Strauss hits Gayle for six in defence of Test cricket

England captain says 'primary form of the game' is still toughest challenge

In the cold and empty Riverside ground today, Test cricket will be fighting for its future. It was not meant to be like this. It was meant to be merely a low-key international match that would come and go, a formative part of a cricket season which is being billed portentously as the Great Exhibition. But circumstances have changed.

First, the second Test between England and West Indies at Chester-le-Street near Durham has been what is known in marketing circles as a hard sell. Nobody wants to watch because it is too cold, too early in the season, too unalluring in view of the severely foreshortened match at Lord's last week, and perhaps mostly because there is too much cricket. For the first day of the match only 3,000 tickets have been sold.

Second, there came the intervention of West Indies captain, Chris Gayle. In an interview published yesterday he managed to rubbish his England counterpart, Andrew Strauss, threaten to resign the West Indies captaincy pretty soon and most worryingly to express utter indifference about Test cricket. To a question about what might be his reaction if Test cricket died, Gayle said: "I wouldn't be sad."

Suddenly, the second match in the opening series of the summer has assumed a kind of totemic status defining where Test cricket stands and where it might be going. The real worry is that there might be the same one-word answer to both those questions: nowhere.

Strauss did not duck the issue. He defended Test cricket, promoted its importance but recognised that it is up against strong forces, particularly those of Twenty20 and the Indian Premier League in particular.

"I think Test cricket is slightly vulnerable at the moment," he said. "When you look at the security situation around the world, the IPL is obviously a way of getting a lot of players together in one spot and from the sound of things has been a very successful format. So it is under pressure.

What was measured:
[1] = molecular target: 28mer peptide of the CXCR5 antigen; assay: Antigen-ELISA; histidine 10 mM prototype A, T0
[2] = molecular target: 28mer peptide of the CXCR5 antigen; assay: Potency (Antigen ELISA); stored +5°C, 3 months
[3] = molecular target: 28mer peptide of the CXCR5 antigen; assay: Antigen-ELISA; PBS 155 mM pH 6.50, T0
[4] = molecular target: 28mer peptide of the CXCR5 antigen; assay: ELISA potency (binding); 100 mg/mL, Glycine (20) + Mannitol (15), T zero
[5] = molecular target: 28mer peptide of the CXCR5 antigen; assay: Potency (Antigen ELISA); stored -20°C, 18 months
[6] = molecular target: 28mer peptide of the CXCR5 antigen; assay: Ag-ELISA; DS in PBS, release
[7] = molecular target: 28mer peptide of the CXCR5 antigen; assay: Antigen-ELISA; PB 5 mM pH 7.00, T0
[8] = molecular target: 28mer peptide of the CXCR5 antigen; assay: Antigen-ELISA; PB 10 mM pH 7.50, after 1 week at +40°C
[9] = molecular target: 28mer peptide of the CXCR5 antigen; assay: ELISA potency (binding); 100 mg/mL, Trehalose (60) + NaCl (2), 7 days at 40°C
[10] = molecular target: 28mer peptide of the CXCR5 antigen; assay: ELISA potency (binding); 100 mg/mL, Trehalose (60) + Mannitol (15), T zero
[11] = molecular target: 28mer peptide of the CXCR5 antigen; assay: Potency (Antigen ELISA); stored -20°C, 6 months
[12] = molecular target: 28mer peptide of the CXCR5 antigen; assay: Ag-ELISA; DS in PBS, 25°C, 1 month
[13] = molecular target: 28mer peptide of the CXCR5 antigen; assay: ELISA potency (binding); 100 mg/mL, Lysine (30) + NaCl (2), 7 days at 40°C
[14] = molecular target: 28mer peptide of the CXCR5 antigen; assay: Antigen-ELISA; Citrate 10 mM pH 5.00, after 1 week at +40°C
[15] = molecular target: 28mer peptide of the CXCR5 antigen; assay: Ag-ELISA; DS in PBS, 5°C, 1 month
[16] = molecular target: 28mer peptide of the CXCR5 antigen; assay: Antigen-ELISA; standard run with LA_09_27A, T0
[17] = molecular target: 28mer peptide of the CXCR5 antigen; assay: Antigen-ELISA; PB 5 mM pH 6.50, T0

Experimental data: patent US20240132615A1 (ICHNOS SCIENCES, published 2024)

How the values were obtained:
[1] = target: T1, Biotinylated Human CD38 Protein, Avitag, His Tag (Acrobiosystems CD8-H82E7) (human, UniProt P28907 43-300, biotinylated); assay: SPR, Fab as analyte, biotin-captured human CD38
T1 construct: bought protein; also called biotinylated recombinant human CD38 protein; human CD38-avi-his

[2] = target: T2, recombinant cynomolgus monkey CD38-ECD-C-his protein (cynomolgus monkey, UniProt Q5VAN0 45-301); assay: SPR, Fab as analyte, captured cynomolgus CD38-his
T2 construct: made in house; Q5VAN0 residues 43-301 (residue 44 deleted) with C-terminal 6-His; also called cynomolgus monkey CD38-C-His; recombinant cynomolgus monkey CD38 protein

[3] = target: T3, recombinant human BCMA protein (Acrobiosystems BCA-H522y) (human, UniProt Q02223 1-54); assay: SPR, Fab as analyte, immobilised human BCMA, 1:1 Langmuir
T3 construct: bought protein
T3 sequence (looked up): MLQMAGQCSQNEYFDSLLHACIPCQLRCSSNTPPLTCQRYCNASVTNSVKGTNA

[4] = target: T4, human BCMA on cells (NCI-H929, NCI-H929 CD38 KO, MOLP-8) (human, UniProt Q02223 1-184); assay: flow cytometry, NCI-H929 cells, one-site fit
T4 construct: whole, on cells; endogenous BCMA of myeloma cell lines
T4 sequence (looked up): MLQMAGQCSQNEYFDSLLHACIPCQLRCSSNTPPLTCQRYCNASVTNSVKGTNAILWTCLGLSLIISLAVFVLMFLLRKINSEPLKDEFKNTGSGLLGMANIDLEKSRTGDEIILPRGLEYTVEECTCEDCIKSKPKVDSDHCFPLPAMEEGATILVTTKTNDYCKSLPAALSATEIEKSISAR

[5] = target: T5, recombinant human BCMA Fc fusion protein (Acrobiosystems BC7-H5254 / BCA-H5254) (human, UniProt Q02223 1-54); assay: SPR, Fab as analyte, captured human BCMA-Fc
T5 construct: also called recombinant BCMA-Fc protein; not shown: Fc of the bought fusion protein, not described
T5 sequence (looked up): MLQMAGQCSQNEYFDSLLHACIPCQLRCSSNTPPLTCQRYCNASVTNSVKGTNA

"I certainly think that Test cricket is the primary format of the game," Strauss added. "The majority of the cricketers around the world feel that and all the cricketers in the England team feel that as well. It's the only game that tests out your temperament, your technique, your hunger, your bravery, all those aspects of the game, and the fact that it is such a subtle game to me makes it a much better game to play in than the other formats, but each person is entitled to his own opinion."

Strauss was mildly if indirectly critical of Gayle before the first Test for which the West Indies captain turned up hotfoot from the IPL in South Africa only two days before he was due to toss up at Lord's. Strauss implied that this was insufficient preparation.

In his interview, arranged by Sky TV, Gayle effectively said it was none of Strauss's business and was probably annoyed because he could not play Twenty20. But it was his comments about Test cricket that were the most chilling.

As is the wont of those who have expressed controversial opinions in one-off interviews and then seen the reaction, he back-tracked a little yesterday. But not much. "They were my views on Test cricket as an individual," he said. "I don't actually see myself playing Test cricket for a long period of time. I think Test cricket will always be there but since Twenty20 cricket came on board it's made a huge impact, it's brilliant and the games have been sold out. Test cricket I look at differently but I don't see it as long term for me."